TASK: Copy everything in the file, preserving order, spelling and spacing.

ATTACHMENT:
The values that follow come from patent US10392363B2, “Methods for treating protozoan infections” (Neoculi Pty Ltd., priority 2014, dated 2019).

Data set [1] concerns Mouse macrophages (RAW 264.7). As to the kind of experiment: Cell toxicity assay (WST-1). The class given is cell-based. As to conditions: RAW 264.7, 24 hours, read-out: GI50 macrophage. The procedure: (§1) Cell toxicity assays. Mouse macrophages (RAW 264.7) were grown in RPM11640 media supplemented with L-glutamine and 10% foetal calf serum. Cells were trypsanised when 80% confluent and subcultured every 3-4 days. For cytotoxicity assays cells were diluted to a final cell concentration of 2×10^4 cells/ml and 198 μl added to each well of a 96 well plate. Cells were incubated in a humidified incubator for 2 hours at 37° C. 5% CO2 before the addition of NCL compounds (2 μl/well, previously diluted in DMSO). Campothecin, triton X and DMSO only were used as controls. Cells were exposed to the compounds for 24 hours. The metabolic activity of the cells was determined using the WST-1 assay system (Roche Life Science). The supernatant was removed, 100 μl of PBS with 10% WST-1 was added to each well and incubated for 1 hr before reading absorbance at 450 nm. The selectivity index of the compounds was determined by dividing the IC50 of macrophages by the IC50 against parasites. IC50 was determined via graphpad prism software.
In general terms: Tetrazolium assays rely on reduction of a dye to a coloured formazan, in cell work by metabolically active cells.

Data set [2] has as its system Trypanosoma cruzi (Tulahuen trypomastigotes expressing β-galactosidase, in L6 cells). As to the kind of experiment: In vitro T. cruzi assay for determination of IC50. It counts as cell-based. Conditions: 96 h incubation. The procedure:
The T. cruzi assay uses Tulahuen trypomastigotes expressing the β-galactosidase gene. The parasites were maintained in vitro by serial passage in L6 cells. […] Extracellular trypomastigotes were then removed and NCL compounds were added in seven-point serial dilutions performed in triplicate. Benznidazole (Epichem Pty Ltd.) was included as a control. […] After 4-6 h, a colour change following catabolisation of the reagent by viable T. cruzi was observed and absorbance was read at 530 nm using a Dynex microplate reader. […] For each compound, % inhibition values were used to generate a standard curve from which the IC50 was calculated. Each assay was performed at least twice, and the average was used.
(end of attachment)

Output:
The values that follow come from patent US10392363B2, “Methods for treating protozoan infections” (Neoculi Pty Ltd., priority 2014, dated 2019).

Data set [1] concerns Mouse macrophages (RAW 264.7). As to the kind of experiment: Cell toxicity assay (WST-1). The class given is cell-based. As to conditions: RAW 264.7, 24 hours, read-out: GI50 macrophage. The procedure: (§1) Cell toxicity assays. Mouse macrophages (RAW 264.7) were grown in RPM11640 media supplemented with L-glutamine and 10% foetal calf serum. Cells were trypsanised when 80% confluent and subcultured every 3-4 days. For cytotoxicity assays cells were diluted to a final cell concentration of 2×10^4 cells/ml and 198 μl added to each well of a 96 well plate. Cells were incubated in a humidified incubator for 2 hours at 37° C. 5% CO2 before the addition of NCL compounds (2 μl/well, previously diluted in DMSO). Campothecin, triton X and DMSO only were used as controls. Cells were exposed to the compounds for 24 hours. The metabolic activity of the cells was determined using the WST-1 assay system (Roche Life Science). The supernatant was removed, 100 μl of PBS with 10% WST-1 was added to each well and incubated for 1 hr before reading absorbance at 450 nm. The selectivity index of the compounds was determined by dividing the IC50 of macrophages by the IC50 against parasites. IC50 was determined via graphpad prism software.
In general terms: Tetrazolium assays rely on reduction of a dye to a coloured formazan, in cell work by metabolically active cells.

Data set [2] has as its system Trypanosoma cruzi (Tulahuen trypomastigotes expressing β-galactosidase, in L6 cells). As to the kind of experiment: In vitro T. cruzi assay for determination of IC50. It counts as cell-based. Conditions: 96 h incubation. The procedure:
The T. cruzi assay uses Tulahuen trypomastigotes expressing the β-galactosidase gene. The parasites were maintained in vitro by serial passage in L6 cells. […] Extracellular trypomastigotes were then removed and NCL compounds were added in seven-point serial dilutions performed in triplicate. Benznidazole (Epichem Pty Ltd.) was included as a control. […] After 4-6 h, a colour change following catabolisation of the reagent by viable T. cruzi was observed and absorbance was read at 530 nm using a Dynex microplate reader. […] For each compound, % inhibition values were used to generate a standard curve from which the IC50 was calculated. Each assay was performed at least twice, and the average was used.